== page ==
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The Los Angeles Lakers officially clinched the No. 1 seed in the Western Conference Monday with their win over the Utah Jazz. They now lead the Los Angeles Clippers by six games with only five left on their schedule, so the gap is insurmountable. While the seed in itself is less meaningful than it would be in normal years without home-court advantage, the feat is incredibly meaningful for a Lakers team whose future seemed extremely precarious last season. 

In dominating this season, the Lakers became the first team to go from the lottery to the No. 1 seed in their conference since the 2007-08 Boston Celtics. Both teams engineered their resurrections through similar means. They started with a star small forward (Paul Pierce for the Celtics, LeBron James for the Lakers) and made the leap based on a megadeal for a star big man (Kevin Garnett for the Celtics, Anthony Davis for the Lakers). Strong veteran role players cemented both teams at the top of their respective conferences. The Celtics went on to win the championship in 2008. The Lakers hope to match that feat.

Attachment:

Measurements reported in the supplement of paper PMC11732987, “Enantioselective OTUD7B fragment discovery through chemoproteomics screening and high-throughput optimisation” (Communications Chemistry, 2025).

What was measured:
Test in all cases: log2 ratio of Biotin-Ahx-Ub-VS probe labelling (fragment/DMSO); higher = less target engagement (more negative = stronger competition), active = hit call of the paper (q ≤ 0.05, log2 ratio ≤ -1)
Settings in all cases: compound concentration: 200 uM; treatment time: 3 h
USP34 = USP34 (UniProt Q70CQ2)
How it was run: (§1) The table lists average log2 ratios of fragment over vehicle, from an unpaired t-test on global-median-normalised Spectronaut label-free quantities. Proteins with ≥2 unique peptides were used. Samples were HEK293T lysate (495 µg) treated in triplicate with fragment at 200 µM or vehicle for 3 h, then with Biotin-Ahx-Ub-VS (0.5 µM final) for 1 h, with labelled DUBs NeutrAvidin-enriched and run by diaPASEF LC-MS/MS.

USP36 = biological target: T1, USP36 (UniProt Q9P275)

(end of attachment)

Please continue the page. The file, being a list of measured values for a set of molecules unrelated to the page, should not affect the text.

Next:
Based on their No. 1 seed, the Lakers' journey towards that elusive 17th championship will begin against one of six possible Western Conference teams. The Memphis Grizzlies currently hold the No. 8 seed in the Western Conference, but the Portland Trail Blazers, New Orleans Pelicans, San Antonio Spurs, Sacramento Kings and Phoenix Suns can all earn the right to challenge them for it in a two-game play-in by finishing the season in the No. 9 slot with a record within four games of the whoever finishes No. 8 (which, presumably, will be Memphis). 

After last season ended, there was serious doubt that LeBron James would ever contend for another championship. After years of dominating the weaker Eastern Conference, prognosticators wondered if he could do the same out West. Now he will lead the No. 1 seed in the Western Conference into the playoffs as a championship favorite.